It was a cross-functional collaboration, understanding the problem, signing after the problem. I was the first in squadron flight surgeon model after the US Navy. Another story. So cool. I'm so glad you shared that story cause you can see the thread of that lesson you learned and how you transformed really how like education happens for those pilots and how you carried that through so many of the transformation technology transformations that you led.

As you say, you wanted to cross the street from the place of the technology to the source of the truth, which is we the people that are actually having to live with this. Whatever the technology, shiny object that's being imposed, but rather to impose our wellbeing and our workplace on the technology and make that serve us rather than us serve the technology.

[00:45:47] Jared: Speaking of shiny objects as well. We're coming up on basically our last question for our time together, and we have so much more to talk about, so I think we'll just have to bring you back eventually. But I think, with this sort of like last, bit of time that we have, maybe can you tell us a little bit about, your current and emerging work at R & D Ribitzky's expert Services Group and maybe some of the client services you're involved in at the moment and projects that could shape the future of digital health and precision medicine.

[00:46:15] Ron: Yeah. I already gave you actually one example about tackling whole person care, like big time scope of the problem in a global scope with Alfine software solutions. So that is significant. And I want to emphasize again, remember that what drives me is the mission, the problem, and the people.

So one of the things that really motivates me every day with Alfine and the way easily leads that it's not just about technology. It's also about the people who will make this technology happen or did this vision happen? And I can tell you that the complimentary aspect, running a number of threads or towards a common goal, towards shared goal or more than 100 people international kind of a team is the companies company's approach to people in general and talent development in particular.

In a huge challenge, transformative challenge of moving. Here we go with a successful digital health entrepreneur and company for 10 years, recognizing that it's not okay. So this is how it worked. It'll continue to work in a totally new space. Now, the notion of transformative challenge for the entire company from leadership to the most junior person who was just hired than everybody in between. And human resources plays a significant role in that, in how do we develop talent from within, not only for the company to be successful and check the spreadsheets. It's important, but also to help develop people or they are people. And there is also a practical aspect of that because, there is a global war, if you will, on talent and recruiting talent from the outside is beginning to be very difficult.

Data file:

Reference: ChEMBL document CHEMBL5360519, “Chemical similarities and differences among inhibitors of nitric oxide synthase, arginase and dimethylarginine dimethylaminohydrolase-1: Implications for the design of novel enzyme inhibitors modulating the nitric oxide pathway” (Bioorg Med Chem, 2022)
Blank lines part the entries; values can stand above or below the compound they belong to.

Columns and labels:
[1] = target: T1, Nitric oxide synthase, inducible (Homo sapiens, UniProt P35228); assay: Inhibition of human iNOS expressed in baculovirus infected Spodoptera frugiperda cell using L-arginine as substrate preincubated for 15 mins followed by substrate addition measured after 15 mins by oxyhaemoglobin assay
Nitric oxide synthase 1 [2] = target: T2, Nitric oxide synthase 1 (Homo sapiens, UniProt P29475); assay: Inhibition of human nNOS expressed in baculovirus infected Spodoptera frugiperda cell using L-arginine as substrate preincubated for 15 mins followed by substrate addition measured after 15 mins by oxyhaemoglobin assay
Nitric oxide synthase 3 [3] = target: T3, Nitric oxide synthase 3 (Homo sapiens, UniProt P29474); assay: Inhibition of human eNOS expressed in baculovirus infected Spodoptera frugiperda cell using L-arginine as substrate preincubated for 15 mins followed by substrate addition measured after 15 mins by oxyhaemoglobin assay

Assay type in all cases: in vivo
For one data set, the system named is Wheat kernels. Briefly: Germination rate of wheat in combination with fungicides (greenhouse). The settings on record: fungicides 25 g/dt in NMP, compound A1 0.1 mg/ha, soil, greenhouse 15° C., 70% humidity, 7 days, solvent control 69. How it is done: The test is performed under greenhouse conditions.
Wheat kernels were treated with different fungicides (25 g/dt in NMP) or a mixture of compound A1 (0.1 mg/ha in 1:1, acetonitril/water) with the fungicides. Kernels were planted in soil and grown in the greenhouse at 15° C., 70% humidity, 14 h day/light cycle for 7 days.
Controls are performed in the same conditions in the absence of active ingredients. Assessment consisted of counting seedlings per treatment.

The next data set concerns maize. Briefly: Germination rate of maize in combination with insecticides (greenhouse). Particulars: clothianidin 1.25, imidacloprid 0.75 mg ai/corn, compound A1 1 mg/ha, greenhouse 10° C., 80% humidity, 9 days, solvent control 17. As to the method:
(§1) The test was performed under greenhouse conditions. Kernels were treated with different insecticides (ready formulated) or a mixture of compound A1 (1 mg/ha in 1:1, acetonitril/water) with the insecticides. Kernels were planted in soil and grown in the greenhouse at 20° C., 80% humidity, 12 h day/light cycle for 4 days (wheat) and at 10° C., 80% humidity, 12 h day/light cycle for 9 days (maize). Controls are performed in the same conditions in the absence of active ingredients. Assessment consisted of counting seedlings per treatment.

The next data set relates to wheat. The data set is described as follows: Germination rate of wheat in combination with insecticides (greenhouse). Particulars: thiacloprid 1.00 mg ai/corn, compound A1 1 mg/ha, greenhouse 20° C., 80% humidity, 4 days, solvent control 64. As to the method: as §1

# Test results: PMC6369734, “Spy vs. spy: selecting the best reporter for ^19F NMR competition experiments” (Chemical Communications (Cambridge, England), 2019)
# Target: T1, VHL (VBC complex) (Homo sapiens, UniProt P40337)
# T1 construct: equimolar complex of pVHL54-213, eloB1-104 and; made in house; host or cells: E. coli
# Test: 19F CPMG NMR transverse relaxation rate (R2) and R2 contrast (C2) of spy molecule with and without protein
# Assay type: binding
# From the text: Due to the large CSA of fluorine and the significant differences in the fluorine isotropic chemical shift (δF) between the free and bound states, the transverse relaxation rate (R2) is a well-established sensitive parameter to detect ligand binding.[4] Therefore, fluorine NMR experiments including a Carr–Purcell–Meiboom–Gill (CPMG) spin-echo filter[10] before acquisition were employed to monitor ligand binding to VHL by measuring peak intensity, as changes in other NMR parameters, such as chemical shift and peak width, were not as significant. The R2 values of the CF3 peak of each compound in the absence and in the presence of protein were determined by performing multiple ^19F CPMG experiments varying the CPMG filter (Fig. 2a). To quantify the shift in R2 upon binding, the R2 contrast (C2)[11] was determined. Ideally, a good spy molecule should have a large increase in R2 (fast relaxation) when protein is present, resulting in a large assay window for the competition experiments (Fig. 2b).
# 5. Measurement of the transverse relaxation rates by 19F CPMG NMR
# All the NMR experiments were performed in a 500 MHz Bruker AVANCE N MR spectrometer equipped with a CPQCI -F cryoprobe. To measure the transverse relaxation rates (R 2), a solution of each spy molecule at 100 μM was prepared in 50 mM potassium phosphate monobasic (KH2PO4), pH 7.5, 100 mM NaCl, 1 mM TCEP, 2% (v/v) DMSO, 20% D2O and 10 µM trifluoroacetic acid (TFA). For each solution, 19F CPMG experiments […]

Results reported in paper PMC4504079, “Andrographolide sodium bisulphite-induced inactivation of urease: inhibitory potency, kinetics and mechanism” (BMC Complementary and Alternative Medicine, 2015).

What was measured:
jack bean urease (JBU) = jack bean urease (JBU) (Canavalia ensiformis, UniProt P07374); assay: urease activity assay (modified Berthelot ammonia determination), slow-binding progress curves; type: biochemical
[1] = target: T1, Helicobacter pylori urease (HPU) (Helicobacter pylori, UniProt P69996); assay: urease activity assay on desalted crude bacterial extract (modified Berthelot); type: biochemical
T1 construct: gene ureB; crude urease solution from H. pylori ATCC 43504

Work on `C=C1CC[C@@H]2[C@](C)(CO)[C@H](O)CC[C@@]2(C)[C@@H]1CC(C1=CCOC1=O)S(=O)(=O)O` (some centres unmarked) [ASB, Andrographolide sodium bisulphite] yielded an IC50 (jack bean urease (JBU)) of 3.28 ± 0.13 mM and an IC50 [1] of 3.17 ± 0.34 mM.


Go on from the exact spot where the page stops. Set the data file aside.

So that, that's an amazing combination and in my humble opinion, it just on me talking. I think that fin is on a path to shape the future of digital health worldwide in Whole Person Care way. And to shape it no other. And because of that, I would say in a year or two, and I've been in Harvard in a year or two, I think that Alfine might rise to a qualified candidate for Harvard Business School case study.

Okay. It takes the totality of this to be successful not just the shiny object. The other one, the thing that shape now in retrospect but continue to do that is the experience with American culture of cardiology. And I realize we are running out of time. The short version is, okay, so I talked about Whole Person Care, precision Medicine project code name, precision.

Consumer facing, multi omics global to help what can we do about it and particularly driving treatment decisions. We with our partner, Kean Lu we are on a path to help regional and local healthcare organizations in China and rest of Asia-Pacific. Respond to and take advantage of national scale.

Hes new innovative healthcare programs working on digital twins and graph technology. And then I'll pause right here because Oh, yeah, we're running all the time.

[00:49:47] Jared: Yeah. Dr. Ribitzky I know you told me not to call you Dr. Ribitzky. Ron, just thank you for your time and just your valuable contributions to the field of digital health and being a leader in precision medicine and

before you leave how can our listeners learn more about your work and connect with you after?

[00:50:04] Ron: Thank you so much for this over here. I would say number one find me on LinkedIn. Okay, connect with me on LinkedIn. And then to learn more, more the commercial side of this, I go on rdribitzky.com.

So it'll be letter R, the letter D, and my last name, dot com, rdribitzky.com. You'll learn more about it and then sort leadership aspect of this. And if you feel like drop me a note, it's Ron at rd ribitzky com.

[00:50:32] Jared: Wonderful. Yeah. We got so many good questions that we didn't get to answer. So for everyone that still has a burning question, reach out to Ron on LinkedIn and we'll get you squared away.

But yeah, thank you everybody for joining today. Thank you. Ron Ribitzky, MD Thank you for all the work that you've done. I said Ron. Ron, exactly. And yeah, we just really appreciate your time. Thank you so much. Thank

[00:50:53] Ron: you. Thank you guys. It was such a pleasure.

[00:50:55] Jared: Thank you, Ron.